Your beer is made with the highest quality ingredients, an enormous amount of time, and the heart and soul of your brewmaster. Customized glasses are a dynamic way to complete the ensemble and compliment your product, build your brand image, and differentiate yourself from the competition.
Printed glasses aren’t just promotional tools. Shape and design play an integral role in enhancing the flavor and aroma of your brew, so you can give beer and spirits aficionados the perfect experience—and another worthy reason to choose you.
Types of Custom Beer Glasses
A Guide to Pairing Beer with Glassware
It’s no surprise that the countless amounts of beer types and styles have led to a large, diverse range of customized glasses for beer. After all, the right branded glass not only boosts your beer’s perceived value, but helps retain its aroma and flavor for an overall improved drinking experience.
But choosing the right customized beer glass can get confusing—somewhat like a beer glass puzzle. Here’s a cheat sheet we’ve created to help you pair the right drink with the proper printed glass. Together, we’ll guarantee you’re enhancing each beer’s unique aroma, striking look and distinctive flavor to the max!
How to Choose the Right Customized Glasses
Choosing the right branded glass for your beer-and brand.
There’s no doubt pairing beer with the customizable beer glass is of utmost importance, but what does that mean when it comes to your brand—how do you make sure people are drinking your beer? The first step may be choosing the right glass style, but branding and presentation are next to give you the perfect customized glasses.
Here are 3 branded glass secrets for making sure your beer is the brew of choice.
1. Elevate your aesthetic with stemmed glasses
Your beer deserves a pedestal, or at least a stemmed goblet, snifter or Belgian tulip glass. Stems that lift your beer off the table above the others, give it the perfect visual presentation, especially when vivid colors and the aromas of harvest ales are on tap. And stemmed glasses aren’t just for Belgian ales, imperial and double IPAs, porters, stouts, and other strong aromatic beers. We have plenty of European stemmed glasses to present pilsners, and even lagers, in an upscale light showcasing color, clarity and carbonation like other stemware.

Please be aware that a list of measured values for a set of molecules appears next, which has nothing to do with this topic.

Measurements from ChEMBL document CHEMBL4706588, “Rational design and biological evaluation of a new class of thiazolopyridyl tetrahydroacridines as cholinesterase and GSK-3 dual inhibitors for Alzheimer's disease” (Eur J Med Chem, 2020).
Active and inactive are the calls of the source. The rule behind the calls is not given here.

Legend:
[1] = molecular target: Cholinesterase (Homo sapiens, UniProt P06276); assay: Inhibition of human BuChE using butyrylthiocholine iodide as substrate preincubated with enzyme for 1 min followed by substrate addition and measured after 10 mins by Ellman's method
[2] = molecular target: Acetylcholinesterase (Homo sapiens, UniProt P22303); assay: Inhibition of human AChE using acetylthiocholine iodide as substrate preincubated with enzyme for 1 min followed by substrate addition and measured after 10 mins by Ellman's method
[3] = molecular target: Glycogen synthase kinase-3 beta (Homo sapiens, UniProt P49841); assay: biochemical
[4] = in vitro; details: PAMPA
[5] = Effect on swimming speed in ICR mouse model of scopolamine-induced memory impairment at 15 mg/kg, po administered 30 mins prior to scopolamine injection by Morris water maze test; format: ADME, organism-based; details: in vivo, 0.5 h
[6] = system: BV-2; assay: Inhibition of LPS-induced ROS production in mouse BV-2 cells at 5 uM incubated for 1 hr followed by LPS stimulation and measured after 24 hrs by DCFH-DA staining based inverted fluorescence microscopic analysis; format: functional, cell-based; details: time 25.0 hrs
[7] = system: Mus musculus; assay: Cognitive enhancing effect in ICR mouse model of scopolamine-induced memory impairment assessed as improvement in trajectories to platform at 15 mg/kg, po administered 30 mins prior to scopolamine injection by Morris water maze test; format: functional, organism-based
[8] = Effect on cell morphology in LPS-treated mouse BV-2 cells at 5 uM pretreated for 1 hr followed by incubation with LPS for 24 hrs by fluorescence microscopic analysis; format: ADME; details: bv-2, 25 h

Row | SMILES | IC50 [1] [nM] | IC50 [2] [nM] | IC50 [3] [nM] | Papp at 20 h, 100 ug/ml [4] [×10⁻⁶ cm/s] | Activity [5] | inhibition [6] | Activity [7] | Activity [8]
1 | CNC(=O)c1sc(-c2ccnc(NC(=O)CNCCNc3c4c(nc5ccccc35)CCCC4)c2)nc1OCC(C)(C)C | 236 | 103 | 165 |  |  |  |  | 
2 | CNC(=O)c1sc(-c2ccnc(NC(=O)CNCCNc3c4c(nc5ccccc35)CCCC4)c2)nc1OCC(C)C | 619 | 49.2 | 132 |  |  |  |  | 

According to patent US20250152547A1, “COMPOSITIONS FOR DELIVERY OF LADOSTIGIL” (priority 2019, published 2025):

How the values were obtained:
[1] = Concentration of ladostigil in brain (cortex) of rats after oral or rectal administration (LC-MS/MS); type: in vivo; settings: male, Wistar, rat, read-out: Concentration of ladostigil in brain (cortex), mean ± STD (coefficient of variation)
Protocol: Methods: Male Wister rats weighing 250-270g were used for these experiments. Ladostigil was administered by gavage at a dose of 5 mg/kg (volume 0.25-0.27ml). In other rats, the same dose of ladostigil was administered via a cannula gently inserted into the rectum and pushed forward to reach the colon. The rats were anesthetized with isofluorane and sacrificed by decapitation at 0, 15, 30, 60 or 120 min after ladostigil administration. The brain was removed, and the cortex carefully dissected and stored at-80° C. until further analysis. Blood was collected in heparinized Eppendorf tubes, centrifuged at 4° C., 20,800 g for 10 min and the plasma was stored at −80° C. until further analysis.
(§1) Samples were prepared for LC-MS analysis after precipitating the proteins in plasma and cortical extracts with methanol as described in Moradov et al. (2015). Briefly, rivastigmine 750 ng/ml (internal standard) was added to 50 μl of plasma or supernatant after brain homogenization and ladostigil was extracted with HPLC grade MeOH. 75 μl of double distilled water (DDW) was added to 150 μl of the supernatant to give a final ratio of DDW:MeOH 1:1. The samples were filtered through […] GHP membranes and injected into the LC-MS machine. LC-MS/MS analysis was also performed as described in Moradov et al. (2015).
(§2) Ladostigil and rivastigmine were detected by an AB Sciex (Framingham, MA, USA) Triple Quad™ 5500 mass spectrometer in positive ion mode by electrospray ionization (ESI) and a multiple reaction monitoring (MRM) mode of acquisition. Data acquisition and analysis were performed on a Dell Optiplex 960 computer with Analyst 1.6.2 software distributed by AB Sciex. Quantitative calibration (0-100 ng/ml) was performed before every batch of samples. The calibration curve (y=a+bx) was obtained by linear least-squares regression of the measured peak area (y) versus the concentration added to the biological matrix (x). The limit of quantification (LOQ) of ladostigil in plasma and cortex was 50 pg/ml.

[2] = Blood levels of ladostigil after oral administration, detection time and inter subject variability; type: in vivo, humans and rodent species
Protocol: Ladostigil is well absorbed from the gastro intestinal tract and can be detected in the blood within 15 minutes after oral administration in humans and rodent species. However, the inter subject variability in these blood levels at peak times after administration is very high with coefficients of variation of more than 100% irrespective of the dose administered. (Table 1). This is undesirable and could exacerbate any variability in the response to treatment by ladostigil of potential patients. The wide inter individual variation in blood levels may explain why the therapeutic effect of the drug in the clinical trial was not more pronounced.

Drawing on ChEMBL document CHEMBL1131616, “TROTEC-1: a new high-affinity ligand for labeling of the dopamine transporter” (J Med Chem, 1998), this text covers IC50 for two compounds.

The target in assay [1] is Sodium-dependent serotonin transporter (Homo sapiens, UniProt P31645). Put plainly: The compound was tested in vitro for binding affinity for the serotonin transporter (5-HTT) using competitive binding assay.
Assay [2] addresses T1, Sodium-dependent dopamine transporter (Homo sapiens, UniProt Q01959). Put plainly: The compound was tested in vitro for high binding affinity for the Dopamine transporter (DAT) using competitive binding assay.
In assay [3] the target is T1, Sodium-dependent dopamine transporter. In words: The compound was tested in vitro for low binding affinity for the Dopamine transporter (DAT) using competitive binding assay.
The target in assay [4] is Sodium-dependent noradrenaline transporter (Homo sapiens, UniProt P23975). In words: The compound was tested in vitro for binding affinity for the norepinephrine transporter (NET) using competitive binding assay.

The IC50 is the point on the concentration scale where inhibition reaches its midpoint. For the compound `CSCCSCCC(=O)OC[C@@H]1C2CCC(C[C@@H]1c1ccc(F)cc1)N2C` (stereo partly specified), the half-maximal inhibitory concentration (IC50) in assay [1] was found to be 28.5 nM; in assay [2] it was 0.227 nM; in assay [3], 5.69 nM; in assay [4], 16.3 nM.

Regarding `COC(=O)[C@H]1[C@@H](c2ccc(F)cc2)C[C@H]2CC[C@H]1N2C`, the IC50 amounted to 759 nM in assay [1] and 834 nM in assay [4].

2. Maintain a foamy head with laser etching
Craft connoisseurs savor every sip, and drink by sight as much as they do by smell and taste. They are in no hurry to finish your beer, nor do you want them to be. For this reason, retaining a foamy head is essential for the optimal tasting experience. Off the shelf goblets and Belgian tulip glasses hold better head retention by design, but the secret to longer retention is laser etching on the inside bottom of the glass. It’s a process called nucleation that accelerates the release of CO2 in your beer. This, in turn, increases effervescence boosting aroma and flavor and, ultimately, prolongs head retention.
3. Design a branded glass that represents your beer
Each printed glass style is truly made to promote a beer style’s unique complexities. What it’s not manufactured to do is promote your brand. That’s where customized glasses come in. Think of the striking Stella Artois custom beer glasses or Sierra Nevada’s and Dogfish Head’s famed IPA glass—memorable designs that make mistaking their brew impossible.
But you don’t have to create custom beer glasses from scratch to promote your brand. Boelter gives you carte blanche over choosing the right branded glass for you, complete with every style of upscale stemmed glasses mentioned above and more.
The Art of Pouring Beer
Flavor starts with the perfect pour. Pouring beer is all about creating that perfect foam on top (“head”) for a flavorful tasting experience. Whether pouring from a bottle, can, or tap, here are the steps for the perfect pour.
1. Start with a clean branded glass. Any oil, dirt or residuals will foul flavor and inhibit head creation.
2. Hold the glass at a 45º angle, aiming to pour the beer into the middle of the custom pint glass.
3. When you reach the halfway point, bring the printed glass to a 90º angle and then aim for the middle of the glass. When finished, the head should ideally be 1"-1 1/2".
Tips: Head creation directly relates to your pour speed, angle and distance. For example—too much head means you poured too fast or at too great a distance. Not enough head means you either poured too slowly or at too steep an angle without tilting it upright.